The state legislature adopted some of Baker’s suggestions in the reworked bill, such as the “outright elimination of the offshore wind price cap.” 

“However, because the legislature rejected virtually every meaningful amendment I put forth, this bill does not have the same shared sense of purpose that all previous climate legislation embodied, which is unfortunate,” Baker wrote in a letter to the state legislature on Thursday, although he also recounted the “series of game-changing laws” they have passed together. 

Baker stated in the letter he is signing the bill “to ensure Massachusetts retains its standing as a national leader in securing renewable energy.” However, Baker felt that while the bill addressed one of the state’s “existential threats,” climate change, it “does not move Massachusetts in the right direction” for the other threat: housing. Additionally, he wrote that how the “many provisions in this bill are implemented” will determine whether the bill will make “significant progress” on the state’s climate goals. 

Baker wrote in his letter that he supports many parts of the new law, but the state legislature does not have access to the funds necessary to accomplish its goals. Many of the funding mechanisms for the clean energy bill were put into “a separate economic development bill,” which “Democrats tossed back onto the shelf at the eleventh hour amid disagreement and confusion about how to handle tax relief provisions,” the news service reported. 

“The timing is urgent. Many elements of this legislation, hopefully combined with funding, or some other state-sourced resource, will place Massachusetts at an inflection point for a clean energy transition,” Baker wrote in the letter.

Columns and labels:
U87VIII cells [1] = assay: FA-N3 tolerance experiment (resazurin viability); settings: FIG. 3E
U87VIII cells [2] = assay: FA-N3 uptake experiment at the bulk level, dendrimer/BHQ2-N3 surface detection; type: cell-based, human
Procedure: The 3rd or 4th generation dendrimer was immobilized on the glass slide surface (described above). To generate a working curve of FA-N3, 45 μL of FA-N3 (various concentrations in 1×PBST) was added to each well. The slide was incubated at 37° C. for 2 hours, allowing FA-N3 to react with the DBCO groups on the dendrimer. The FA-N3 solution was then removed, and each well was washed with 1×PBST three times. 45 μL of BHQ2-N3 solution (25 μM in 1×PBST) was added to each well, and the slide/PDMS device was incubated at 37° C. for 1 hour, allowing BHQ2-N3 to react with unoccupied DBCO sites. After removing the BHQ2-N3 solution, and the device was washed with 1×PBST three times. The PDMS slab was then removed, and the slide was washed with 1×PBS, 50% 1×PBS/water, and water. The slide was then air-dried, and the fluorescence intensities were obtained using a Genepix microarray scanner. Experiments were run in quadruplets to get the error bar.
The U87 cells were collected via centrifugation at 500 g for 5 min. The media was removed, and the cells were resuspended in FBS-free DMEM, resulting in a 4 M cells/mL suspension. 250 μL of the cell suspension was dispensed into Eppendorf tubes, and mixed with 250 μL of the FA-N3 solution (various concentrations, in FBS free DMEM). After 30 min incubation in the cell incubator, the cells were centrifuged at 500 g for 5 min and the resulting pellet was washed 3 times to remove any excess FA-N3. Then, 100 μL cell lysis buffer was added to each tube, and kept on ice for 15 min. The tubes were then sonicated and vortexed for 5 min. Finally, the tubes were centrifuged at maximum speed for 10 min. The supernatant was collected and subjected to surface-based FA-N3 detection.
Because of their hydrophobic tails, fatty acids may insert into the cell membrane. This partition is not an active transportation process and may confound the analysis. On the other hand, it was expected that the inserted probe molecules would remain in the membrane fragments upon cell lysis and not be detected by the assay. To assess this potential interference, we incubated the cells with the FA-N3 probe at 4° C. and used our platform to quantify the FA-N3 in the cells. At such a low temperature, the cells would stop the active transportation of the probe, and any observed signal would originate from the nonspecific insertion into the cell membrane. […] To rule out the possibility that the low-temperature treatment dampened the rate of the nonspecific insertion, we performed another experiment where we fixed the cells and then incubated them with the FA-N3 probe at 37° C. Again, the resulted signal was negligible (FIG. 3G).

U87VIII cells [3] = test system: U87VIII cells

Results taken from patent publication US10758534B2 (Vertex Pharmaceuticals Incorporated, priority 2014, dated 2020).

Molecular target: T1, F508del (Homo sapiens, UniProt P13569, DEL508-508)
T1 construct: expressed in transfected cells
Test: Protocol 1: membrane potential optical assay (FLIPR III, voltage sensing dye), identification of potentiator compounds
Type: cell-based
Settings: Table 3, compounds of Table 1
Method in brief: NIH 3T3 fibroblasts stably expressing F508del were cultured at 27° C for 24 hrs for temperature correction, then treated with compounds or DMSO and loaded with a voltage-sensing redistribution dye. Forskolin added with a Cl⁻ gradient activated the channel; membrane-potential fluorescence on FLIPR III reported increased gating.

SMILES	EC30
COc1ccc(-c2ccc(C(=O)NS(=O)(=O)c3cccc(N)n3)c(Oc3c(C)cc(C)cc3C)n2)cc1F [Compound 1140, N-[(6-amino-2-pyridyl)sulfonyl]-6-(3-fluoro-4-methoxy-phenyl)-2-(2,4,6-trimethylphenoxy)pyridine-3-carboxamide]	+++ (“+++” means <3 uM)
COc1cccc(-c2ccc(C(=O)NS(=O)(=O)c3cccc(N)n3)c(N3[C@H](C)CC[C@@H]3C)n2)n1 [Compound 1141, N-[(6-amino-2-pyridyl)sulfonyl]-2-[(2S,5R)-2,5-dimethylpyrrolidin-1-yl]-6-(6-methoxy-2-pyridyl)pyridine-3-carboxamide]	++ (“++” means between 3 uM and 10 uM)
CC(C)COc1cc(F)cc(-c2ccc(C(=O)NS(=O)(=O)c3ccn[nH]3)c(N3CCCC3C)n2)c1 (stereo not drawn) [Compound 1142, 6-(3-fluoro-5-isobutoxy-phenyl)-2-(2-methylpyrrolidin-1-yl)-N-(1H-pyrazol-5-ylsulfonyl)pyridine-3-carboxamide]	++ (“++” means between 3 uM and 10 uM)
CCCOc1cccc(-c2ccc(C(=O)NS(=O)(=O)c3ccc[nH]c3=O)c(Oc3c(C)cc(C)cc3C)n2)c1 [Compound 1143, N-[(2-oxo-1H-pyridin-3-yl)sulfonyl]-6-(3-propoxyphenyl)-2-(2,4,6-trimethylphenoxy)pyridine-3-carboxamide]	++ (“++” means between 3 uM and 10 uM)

1. So we all switch to electricity which mostly uses natural gas or dirty coal to generate that electricity. Then electric rates rise and all switch back to propane. This happen in the 1970s when the big push was electric heat

      • Like “Fulton’s Folly”
        Like the “Horseless carriage”
        Like the interstate highway system
        Like the idea that a couple of bicycle mechanics could build a flying
        Like somehow putting a satellite into orbit would have any benefit
        whatsoever to humans . We have enough problems on earth after all.
        And what in the world would an average person ever do with a personal
        computer ?
        But I guess if you label it a “woke” project and predict it will fail, you will get the support of about 30% of the population.

  2. No talks about the aged infrastructure to the final destinations (homes) The expense to upgrade the poles/wires, who is going to pay for this? The poles and wires around the island look to be fragile now. Now add the demand for heavier use….

    • Donna– I agree with Albert– It should be a priority to upgrade infrastructure whenever it needs it. But , let me point out that the average “payback time” for an appropriately placed solar array is now about 8 years. With the rising price of fossil fuels and the falling price of solar power, that will be shorter in the near future. People can also be “incentivized” to put panels on their roofs by tax incentives.
      We might not need as much extra power as you think, if can be sourced locally.

  3. Correct. Also Vineyard Wind is about to take a huge bite out of gas usage (none too soon), and more lease areas await.